Winnie Madikizela-Mandela: Anti-apartheid campaigner dies at 81

South African anti-apartheid campaigner Winnie Madikizela-Mandela has died aged 81, her personal assistant says.

Winnie Madikizela-Mandela was the former wife of South Africa’s first black president, Nelson Mandela.

The couple – famously pictured hand-in-hand as Mr Mandela walked free from prison after 27 years – were a symbol of the anti-apartheid struggle for nearly three decades.

However, in later years her reputation became tainted legally and politically.

Family spokesman Victor Dlamini said Mrs Mandela “succumbed peacefully in the early hours of Monday afternoon surrounded by her family and loved ones” following a long illness, which had seen her go in and out of hospital since the start of the year.

Retired archbishop and Nobel laureate Desmond Tutu praised her as a “defining symbol of the struggle against apartheid”.

“Her courageous defiance was deeply inspirational to me, and to generations of activists,” he added.

Media captionThe BBC’s Mike Wooldridge watches as Nelson Mandela was released from prison

President Cyril Ramaphosa – who Mrs Madikizela-Mandela praised earlier this year – is expected to visit the family home this evening, African National Congress (ANC) chairperson Gwede Mantashe said.

He added: “With the departure of Mama Winnie, [we have lost]one of the very few who are left of our stalwarts and icons. She was one of those who would tell us exactly what is wrong and right, and we are going to be missing that guidance.”

Mrs Madikizela-Mandela was born in 1936 in the Eastern Cape – then known as Transkei.

She was a trained social worker when she met her future husband in the 1950s. They were married for a total of 38 years, although for almost three decades of that time they were separated due to Mr Mandela’s imprisonment.

It was Mrs Madikizela-Mandela who took his baton after he was jailed for life, becoming an international symbol of resistance to apartheid and a rallying point for poor, black township residents who demanded their freedom.

Five years later, she too was jailed by the white minority government she was fighting against.

But Mrs Madikizela-Mandela – an icon of the struggle – also found herself mired in controversy.

She was heard backing the practice of “necklacing” – putting burning tyres around suspected informants’ necks – and was accused of conducting a virtual reign of terror in parts of Soweto by other members of the ANC in the late 1980s.

Winnie Mandela raises her fist in a black power salute after announcing that a massive pop concert will be held to mark the 70th birthday of her husband in 1988Image copyrightREUTERS
Image captionMrs Madikizela-Mandela (pictured in 1988) became a symbol for the anti-apartheid movement in her own right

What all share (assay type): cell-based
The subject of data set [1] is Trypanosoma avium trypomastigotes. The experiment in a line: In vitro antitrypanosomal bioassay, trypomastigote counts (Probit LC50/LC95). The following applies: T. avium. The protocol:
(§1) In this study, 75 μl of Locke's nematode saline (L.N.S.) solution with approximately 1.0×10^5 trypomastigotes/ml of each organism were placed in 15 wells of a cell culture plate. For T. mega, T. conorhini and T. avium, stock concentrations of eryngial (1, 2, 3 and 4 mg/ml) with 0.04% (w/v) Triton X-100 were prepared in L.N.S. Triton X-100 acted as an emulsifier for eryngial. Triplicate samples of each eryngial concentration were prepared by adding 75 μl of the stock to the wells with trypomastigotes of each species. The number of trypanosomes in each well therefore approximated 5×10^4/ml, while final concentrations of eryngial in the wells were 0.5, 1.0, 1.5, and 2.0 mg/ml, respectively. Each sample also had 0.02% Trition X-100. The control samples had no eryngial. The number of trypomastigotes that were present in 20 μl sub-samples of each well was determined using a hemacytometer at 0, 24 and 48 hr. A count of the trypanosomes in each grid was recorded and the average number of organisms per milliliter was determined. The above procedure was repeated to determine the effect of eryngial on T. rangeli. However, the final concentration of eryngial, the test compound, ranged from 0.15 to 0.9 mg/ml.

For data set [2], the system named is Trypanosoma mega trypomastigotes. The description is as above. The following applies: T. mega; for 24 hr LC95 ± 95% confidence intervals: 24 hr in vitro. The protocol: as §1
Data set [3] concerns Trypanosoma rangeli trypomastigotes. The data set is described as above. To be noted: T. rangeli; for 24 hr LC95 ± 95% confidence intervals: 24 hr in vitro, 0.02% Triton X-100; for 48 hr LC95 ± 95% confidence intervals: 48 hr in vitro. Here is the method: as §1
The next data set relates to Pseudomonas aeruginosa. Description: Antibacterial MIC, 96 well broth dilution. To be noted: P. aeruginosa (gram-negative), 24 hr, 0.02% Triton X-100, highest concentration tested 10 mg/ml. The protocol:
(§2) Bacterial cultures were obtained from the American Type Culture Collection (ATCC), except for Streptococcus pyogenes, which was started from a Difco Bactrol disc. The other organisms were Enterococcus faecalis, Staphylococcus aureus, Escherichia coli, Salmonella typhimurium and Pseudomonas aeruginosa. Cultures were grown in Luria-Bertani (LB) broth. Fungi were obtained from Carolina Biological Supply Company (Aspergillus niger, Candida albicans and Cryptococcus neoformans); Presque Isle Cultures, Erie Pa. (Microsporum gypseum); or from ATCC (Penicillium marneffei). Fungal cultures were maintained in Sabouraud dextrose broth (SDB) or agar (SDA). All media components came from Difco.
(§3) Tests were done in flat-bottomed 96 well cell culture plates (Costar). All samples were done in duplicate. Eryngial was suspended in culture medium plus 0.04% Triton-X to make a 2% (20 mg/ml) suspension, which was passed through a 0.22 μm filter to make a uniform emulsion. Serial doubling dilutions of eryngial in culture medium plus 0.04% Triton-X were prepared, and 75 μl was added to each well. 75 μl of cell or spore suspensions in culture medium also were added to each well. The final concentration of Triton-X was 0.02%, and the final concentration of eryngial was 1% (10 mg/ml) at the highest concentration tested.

She was also found guilty of kidnapping and sentenced to six years’ imprisonment for her involvement in the death of 14-year-old township militant Stompie Seipei. She always denied the allegation, and the sentence was reduced to a fine.

Mr Mandela, who stood by her throughout the accusations, was finally released from prison in February 1990.

But two years later, their marriage crumbled. The couple divorced in 1996, but she kept his surname and maintained ties with him.-BBC

Home Affairs Minister Says Grace Mugabe Is Lying , Nothing Stolen From Her Orphanage

GOVERNMENT has dismissed claims by former First Lady Grace Mugabe that gold panners had invaded her citrus farm in Mazowe, saying instead, she was embroiled in a mining dispute with three mining syndicates.


Home Affairs minister Obert Mpofu told journalists in Bulawayo yesterday that police could not intervene in the dispute, as the mining syndicates were armed with a High Court order barring police and law enforcement agents from interfering with their mining operations.

Grace on March 29 filed a report at Mazowe Police Station alleging that 400 illegal miners had invaded her farm, and vandalised irrigation equipment.

The following day, she filed another report claiming the panners had broken into her orphanage and stolen 31 laptops.

However, Mpofu yesterday disputed the claims and accused Grace of lying.

“The ZRP attended the scene on March 30 and 31, 2018 and established through interviews and physical checks that there were no illegal miners at the children’s home and lemon plantation,” Mpofu said.

“The enquiries revealed that there is a mining dispute between the former First Family and three mining syndicates, Mondo 3, led by Bright Maonga, Mondo 4 mining claim, led by Shepherd Nyazvingo, and Xmas 159, led by Mohammed Khan. The syndicates went to the High Court and obtained a provisional order which bars police and Gushungo Holdings from interfering with their mining operations, High Court order HC 293/18 refers.”

On the alleged theft of 31 laptops by the suspected illegal panners, Mpofu said eight laptops were stolen on March 2 by the former First Lady’s employees, who have since been arrested, dragged to court and sentenced.

“On March 2, 2018, the caretaker at Amai Mugabe School in Mazowe noticed that eight laptops were missing from the storeroom and informed the school administrator on March 6, 2018. A report was subsequently made to the police on March 8, 2018.

“Police officers attended the scene and established that there was no sign of physical break-in and indications were that duplicate keys had been used to gain entry. This showed that the offence was an inside job,” Mpofu said.

He added that Grace’s two employees, Amos Masimure (29) and Wilson Pomba (32), were arrested for unlawful entry and theft, leading to the recovery of six of the laptops.
Masimure appeared at Bindura Magistrates’ Court on March 14, was found guilty and sentenced to two-and-half years in jail.

He was also ordered to “restitute complainant a sum of $1 500 before 30 April”.

Pomba was granted $50 bail and further remanded to April 9 for trial.